According to the BBC, early Portuguese explorers were primarily concerned with finding a maritime route around Africa to India and the East. Previously, the country had traded along the overland route through Europe and the Middle East, but the Ottoman conquest of Turkey in the mid-15th century cut off this lucrative trade route.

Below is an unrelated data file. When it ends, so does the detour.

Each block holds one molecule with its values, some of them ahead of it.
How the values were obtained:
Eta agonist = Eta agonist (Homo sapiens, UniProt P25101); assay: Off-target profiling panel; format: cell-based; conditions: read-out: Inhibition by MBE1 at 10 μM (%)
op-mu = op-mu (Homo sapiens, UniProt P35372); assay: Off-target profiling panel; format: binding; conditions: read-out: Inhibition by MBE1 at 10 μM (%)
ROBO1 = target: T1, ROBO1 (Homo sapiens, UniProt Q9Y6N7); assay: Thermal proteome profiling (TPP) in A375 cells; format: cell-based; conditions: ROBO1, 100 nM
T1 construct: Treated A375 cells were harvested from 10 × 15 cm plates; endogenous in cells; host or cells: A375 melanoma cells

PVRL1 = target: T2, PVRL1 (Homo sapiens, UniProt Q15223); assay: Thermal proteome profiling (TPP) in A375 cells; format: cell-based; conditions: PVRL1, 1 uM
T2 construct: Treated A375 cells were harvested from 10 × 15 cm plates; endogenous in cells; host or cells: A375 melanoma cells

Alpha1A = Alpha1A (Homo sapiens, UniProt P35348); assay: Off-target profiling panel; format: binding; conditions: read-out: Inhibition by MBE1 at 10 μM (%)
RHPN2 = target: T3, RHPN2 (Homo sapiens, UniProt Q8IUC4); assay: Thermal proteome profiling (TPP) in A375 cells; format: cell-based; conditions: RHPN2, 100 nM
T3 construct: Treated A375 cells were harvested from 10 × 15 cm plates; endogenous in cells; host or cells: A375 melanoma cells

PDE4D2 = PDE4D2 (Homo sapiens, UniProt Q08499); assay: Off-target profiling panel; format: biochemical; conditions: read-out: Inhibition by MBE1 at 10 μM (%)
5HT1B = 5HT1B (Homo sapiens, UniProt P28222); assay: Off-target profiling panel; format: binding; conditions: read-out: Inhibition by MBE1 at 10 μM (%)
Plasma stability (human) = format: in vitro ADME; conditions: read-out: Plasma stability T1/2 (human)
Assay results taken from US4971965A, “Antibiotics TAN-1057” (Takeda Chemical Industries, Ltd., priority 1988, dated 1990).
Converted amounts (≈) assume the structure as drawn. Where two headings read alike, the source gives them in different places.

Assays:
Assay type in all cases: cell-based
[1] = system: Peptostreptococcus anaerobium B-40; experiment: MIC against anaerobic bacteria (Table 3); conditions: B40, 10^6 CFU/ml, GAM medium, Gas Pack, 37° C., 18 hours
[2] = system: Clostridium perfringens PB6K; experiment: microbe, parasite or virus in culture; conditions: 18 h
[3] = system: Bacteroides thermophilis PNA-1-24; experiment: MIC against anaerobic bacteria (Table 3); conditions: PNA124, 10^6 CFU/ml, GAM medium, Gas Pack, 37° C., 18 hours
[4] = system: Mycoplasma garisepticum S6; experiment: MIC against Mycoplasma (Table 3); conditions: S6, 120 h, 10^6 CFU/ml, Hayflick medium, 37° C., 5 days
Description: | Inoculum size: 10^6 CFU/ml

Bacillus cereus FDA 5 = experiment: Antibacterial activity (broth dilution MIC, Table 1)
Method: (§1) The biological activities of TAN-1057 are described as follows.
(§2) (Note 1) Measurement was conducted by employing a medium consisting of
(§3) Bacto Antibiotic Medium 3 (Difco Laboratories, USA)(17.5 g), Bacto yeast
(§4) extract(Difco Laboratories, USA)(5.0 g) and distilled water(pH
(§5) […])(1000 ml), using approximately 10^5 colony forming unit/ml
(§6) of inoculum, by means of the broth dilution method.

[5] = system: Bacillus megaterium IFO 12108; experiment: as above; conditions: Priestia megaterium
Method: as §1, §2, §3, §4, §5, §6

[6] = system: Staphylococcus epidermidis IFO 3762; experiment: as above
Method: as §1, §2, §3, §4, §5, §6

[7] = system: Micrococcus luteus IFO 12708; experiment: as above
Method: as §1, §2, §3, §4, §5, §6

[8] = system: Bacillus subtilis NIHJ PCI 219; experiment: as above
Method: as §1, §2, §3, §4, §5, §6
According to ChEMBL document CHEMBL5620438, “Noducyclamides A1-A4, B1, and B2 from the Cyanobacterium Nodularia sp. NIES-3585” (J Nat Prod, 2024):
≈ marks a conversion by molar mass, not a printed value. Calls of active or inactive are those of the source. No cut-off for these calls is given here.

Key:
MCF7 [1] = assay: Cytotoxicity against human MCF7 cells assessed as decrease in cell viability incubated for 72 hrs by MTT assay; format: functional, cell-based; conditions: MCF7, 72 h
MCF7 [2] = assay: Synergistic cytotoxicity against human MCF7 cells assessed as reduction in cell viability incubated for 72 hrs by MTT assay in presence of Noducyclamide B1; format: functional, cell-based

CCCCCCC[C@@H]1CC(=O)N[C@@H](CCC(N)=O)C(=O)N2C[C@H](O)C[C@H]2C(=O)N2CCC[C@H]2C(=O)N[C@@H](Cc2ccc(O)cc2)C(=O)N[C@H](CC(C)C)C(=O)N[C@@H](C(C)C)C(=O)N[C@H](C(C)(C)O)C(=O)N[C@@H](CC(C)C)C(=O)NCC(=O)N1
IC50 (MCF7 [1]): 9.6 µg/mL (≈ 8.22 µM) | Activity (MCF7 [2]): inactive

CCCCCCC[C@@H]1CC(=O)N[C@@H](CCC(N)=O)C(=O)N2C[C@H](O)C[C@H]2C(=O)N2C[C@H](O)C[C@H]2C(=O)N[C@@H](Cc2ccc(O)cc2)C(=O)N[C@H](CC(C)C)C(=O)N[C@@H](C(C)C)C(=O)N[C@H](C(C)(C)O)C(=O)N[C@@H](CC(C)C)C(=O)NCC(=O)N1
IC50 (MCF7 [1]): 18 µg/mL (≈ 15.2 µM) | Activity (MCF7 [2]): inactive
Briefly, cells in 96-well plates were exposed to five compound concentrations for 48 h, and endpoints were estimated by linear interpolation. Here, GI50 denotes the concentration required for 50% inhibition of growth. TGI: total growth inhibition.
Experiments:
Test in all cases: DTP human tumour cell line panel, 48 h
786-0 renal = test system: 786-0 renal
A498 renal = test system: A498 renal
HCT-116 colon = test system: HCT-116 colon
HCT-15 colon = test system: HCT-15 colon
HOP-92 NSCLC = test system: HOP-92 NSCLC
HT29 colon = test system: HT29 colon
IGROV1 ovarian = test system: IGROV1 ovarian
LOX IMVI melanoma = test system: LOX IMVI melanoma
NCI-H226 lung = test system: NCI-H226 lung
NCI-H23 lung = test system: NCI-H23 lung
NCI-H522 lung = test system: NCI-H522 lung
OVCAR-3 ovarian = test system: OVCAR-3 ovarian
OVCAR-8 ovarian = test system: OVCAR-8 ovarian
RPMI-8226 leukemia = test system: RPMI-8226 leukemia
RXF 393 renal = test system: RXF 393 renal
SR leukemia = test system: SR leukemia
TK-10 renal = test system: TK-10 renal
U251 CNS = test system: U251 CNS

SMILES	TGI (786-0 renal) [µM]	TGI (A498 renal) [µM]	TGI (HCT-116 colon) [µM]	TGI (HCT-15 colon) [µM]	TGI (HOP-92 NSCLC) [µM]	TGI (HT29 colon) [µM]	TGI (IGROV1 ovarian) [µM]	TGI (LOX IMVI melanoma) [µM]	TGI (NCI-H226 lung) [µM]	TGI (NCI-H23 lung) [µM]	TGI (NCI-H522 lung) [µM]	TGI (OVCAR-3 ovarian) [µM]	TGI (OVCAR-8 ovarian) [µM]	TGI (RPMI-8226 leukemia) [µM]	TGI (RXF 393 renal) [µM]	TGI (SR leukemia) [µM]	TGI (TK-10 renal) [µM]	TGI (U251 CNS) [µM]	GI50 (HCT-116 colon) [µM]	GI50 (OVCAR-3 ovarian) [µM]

The first European explorer to round the Cape of Good Hope at the southern tip of Africa was Bartolomeu Dias. Dias' expedition set off in 1487 with three ships and left one behind on the western coast of Africa. Dias made it around the southern tip of the continent, but dwindling supplies and discontent among the crew threatened the expedition. Dias eventually turned around well before entering the Indian Ocean, and he returned to Portugal to report his failure. Nearly a decade later, Dias advised Vasco da Gama, another Portuguese explorer attempting the same feat. This second expedition ultimately reached India in 1498, establishing the maritime trade route and giving Portugal an advantage in the spice trade. Ultimately, the experiences of these two explorers inspired another sailor, Christopher Columbus, to seek royal patronage for an expedition of his own to find a new route to the East.